Thursday, May 17, 2012

Positive Reinforcement

It seems (for me) that it's easier, or more natural, to "think negative" than to "think positive." It's almost a superstition or a kind of subconscious bargaining, or a way to try to prevent the downfalls that tend to punish hubris (in literature, anyway). I usually don't dare to think much of what I might do well, but dwell on what I should do better. (Maybe that's also a classic girl/self-esteem thing, but I'm not getting into that now.)

It also just feels like positive things don't need me to think about them. If good things happen, it's great! It's lucky, and I appreciate the heck out of it. But good luck doesn't require corrective or preventive action. I don't have to "be prepared" for awesome things to happen. So it's not the jolly what-ifs, but the troubling what-ifs that tend to capture my imagination. One such what-if is my daughter turning out all screwed up because of her odd childhood with a neurotic single mother; or because of any of the other myriad parenting mistakes or genetic flaws I'm shaping her with. I do hope for the best at all times, of course; but if it actually happens, I tend to feel taken by surprise.

And so it was as I started to talk to my little girl about Little Women. It's my favorite book ever and we were watching the movie. My almost-8-year-old's normal level of inquisitiveness heightens intensely the second we start a movie. (Who's that? Why did she do that? What is he saying? Is that real? Does that cost nine thousand hundred dollars? What does that mean? Is anything scary going to happen? Did you ever do that? etc. Nonstop.)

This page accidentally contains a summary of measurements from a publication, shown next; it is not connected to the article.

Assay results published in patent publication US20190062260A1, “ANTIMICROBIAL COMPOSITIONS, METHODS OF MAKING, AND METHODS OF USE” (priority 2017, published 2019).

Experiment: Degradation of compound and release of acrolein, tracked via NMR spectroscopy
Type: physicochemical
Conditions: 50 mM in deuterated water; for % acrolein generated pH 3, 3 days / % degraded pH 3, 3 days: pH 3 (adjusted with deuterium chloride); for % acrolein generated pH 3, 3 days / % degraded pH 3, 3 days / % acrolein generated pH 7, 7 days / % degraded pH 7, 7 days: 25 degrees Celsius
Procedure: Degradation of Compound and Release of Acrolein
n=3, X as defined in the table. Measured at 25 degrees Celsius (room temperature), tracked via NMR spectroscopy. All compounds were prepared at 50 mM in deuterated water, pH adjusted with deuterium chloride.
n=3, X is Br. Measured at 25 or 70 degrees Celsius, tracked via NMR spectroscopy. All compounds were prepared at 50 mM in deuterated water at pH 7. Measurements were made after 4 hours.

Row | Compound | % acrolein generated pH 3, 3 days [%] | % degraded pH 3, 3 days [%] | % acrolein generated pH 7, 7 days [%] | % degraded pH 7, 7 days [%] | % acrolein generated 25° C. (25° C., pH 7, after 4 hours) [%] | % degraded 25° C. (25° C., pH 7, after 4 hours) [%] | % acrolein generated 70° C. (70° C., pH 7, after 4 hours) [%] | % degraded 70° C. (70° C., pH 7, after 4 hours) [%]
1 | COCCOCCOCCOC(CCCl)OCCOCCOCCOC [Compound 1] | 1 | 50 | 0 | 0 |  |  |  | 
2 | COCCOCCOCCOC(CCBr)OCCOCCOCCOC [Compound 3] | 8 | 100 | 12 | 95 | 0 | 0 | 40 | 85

So I explained the premise, telling her that these four girls and their mom love one another and have fun together, and try to learn and do better and appreciate what they have (each other). I said that the Marches (the family in the story) are a little sad and their lives are hard because they are on their own and their father isn't with them. "They're kind of like us," I told my daughter (who has no memory of having a father who was not severely disabled, due to his accident when she was one. My daughter and I have been an official dynamic duo since 2010.).

"But that's not like us. Our life isn't hard and we're not sad," she told me, slightly puzzled and cheerfully.

And at that moment, even I couldn't avoid seeing us as a success.

4 comments:

  1. Hearing children speak is like being whacked over the head with Truth. So, yesterday, my 11 year-old and I were shopping for clothes and she held up a hot pink scarf to my face and said, "That color looks good on you." Which surprised me because A)she was right and B)she knew it before she even put it to my face. I stood there a moment considering if I should buy the scarf that would make me visible to everyone within a mile radius when my daughter held a white scarf up to my face and she said, "OH, that makes you look really old."

    To the outsider, I realize this isn't at all comparable to little Miss G saying that she's happy with your life but to me it was a moment of being with a child that looks at and recognizes the life around them and calls it what it is. I was stunned by my daughters observational skills at the moment when she saw life clearly.

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    1. That is beautiful! But seriously, Lady MacBeff, if you call yourself neurotic, I think I should check into a hospital. Kooki: hot pink looks great on you!

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